Under these circumstances, the “Hiroshima Paper Crane Club” (consisting of students at schools in the city) began a signature drive in August, 1960, calling for preservation of the dome. Club members were driven by the journal left by Hiroko Kajiyama, a girl who experienced the atomic bombing when she was one year old, and then died due to A-bomb-induced leukemia in April, 1960 at age of 16. Ms. Kajiyama wrote, “Only that painful industrial promotion hall would permanently convey the horribleness of the atomic bombing to the world.”

The public opinion leaned toward the direction of preservation by degrees. In 1966, the city council resolved that preservation of the dome was a duty toward later generations, and the debate over the fate of the dome ended. Eiko Mikami, 76, a resident of Minami Ward who joined the club and worked on the signature drive, said, “What I was pleased with the most back then was the fact that Hiroko’s wish finally came true.”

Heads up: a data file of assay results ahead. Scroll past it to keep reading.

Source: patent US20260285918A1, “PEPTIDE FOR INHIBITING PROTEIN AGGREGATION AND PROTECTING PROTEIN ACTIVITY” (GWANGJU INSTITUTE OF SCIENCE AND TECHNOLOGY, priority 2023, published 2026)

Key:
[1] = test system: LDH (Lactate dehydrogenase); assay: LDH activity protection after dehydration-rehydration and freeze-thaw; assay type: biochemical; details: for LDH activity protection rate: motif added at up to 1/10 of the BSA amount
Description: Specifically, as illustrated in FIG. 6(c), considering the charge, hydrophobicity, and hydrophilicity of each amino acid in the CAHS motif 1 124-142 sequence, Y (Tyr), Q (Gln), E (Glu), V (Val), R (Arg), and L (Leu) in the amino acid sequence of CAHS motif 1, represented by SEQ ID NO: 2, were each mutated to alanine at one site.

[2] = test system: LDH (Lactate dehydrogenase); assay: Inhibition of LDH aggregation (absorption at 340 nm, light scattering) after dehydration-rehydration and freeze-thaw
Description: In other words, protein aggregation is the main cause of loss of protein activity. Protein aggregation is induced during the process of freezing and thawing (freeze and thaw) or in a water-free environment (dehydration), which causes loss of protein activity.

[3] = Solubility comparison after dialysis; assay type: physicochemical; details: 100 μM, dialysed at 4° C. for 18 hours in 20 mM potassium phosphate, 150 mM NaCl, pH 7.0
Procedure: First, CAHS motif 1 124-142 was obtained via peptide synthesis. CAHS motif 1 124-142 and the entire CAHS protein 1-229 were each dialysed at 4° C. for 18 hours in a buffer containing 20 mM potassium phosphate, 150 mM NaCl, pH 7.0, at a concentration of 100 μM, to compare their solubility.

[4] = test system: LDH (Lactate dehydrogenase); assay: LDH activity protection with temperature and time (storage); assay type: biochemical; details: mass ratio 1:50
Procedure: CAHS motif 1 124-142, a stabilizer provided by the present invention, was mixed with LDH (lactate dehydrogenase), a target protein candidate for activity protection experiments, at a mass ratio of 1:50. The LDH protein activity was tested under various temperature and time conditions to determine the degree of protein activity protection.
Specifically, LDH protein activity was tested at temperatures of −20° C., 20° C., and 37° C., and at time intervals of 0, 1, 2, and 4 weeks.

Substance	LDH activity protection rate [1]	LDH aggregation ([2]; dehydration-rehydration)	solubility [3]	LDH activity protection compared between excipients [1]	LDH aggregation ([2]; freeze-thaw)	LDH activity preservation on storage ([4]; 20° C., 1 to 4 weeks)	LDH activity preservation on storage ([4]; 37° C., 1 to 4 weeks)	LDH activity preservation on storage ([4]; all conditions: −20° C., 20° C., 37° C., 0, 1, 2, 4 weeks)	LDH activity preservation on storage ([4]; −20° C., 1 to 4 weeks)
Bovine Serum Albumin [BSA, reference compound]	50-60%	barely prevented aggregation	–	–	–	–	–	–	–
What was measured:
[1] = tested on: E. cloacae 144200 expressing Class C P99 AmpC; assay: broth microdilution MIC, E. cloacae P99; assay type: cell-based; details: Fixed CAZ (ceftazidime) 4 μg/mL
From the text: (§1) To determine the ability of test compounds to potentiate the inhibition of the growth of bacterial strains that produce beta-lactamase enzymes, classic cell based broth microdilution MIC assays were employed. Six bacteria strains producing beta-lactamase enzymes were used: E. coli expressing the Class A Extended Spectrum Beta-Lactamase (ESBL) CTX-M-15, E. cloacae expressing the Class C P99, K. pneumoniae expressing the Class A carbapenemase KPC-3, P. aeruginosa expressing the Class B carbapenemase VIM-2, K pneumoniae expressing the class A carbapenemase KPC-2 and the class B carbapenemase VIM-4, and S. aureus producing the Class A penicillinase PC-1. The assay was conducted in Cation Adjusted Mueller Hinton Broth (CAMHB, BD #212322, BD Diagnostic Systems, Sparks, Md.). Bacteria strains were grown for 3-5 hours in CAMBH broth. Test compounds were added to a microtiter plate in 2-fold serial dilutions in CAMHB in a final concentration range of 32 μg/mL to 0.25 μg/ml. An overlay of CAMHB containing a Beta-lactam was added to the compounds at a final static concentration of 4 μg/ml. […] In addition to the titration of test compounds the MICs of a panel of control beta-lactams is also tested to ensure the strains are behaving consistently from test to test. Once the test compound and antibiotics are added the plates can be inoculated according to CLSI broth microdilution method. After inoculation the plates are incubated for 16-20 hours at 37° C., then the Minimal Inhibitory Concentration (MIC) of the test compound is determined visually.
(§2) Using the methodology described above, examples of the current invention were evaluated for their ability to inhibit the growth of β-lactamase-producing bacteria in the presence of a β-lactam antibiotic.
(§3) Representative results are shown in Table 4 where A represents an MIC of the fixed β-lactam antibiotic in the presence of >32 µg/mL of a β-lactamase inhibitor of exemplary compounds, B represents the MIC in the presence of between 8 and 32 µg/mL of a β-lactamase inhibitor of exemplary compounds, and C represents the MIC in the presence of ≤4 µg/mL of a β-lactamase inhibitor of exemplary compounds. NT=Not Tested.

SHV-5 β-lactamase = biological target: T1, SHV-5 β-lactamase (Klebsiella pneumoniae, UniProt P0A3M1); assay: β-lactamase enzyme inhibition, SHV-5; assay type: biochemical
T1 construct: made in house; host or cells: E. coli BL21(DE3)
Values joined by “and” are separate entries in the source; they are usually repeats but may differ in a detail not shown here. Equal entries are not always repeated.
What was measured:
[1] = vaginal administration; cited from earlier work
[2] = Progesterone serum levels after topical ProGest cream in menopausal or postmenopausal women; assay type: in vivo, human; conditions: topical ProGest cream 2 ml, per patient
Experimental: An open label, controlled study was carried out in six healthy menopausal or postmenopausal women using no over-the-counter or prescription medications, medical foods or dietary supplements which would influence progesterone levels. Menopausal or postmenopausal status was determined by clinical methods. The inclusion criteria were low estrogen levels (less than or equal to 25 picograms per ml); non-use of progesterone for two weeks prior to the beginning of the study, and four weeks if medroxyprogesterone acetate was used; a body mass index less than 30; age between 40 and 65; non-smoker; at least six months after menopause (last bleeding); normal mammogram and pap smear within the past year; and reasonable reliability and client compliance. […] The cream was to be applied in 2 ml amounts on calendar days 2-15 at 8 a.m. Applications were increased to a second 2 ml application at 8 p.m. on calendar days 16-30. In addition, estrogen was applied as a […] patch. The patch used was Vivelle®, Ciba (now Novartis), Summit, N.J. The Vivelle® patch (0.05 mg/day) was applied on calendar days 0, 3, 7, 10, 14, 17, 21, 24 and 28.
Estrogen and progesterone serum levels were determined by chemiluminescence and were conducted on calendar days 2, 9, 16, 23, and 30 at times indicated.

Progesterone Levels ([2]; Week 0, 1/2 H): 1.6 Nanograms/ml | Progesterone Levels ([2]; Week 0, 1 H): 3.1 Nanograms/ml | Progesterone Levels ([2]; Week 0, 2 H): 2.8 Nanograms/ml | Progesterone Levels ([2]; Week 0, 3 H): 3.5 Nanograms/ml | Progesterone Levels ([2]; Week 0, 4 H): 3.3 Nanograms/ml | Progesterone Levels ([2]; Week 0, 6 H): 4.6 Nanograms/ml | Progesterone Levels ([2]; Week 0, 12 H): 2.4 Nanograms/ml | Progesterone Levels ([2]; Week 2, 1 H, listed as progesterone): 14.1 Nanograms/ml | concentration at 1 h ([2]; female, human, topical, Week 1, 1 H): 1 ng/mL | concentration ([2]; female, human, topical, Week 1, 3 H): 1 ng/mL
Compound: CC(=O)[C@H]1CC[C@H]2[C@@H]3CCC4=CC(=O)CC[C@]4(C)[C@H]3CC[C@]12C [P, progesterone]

The A-bomb Dome has absorbed the thoughts of A-bomb victims who were forced to experience the atomic bombing. It continues to be a witness of catastrophe after going through preservation work five times previously and after inscription to the World Heritage List in 1996. However, amid the current situation wherein Russia is expressing its readiness to use nuclear weapons after its invasion of Ukraine, Ms. Mikami said, “I think the dome is crying now.”

When the leaders attending the summit are faced with the Cenotaph for A-bomb Victims and follow the axis line drawn by Mr. Tange, they will see the A-bomb Dome in front of them. What will they feel and how will they act then? The seriousness of the leaders gathering for the Hiroshima summit will be tested.

Delivery of a message to the world as a peace city

The city’s initiative began on a full scale in the 1970s. The number of member cities of Mayors for Peace reached 8,240.

The city that spreads the will for peace around the globe. This is one of the ideal city images the city of Hiroshima has pursued since 1970s. Around that time, the city began to convey its message of peace to the world on a full scale.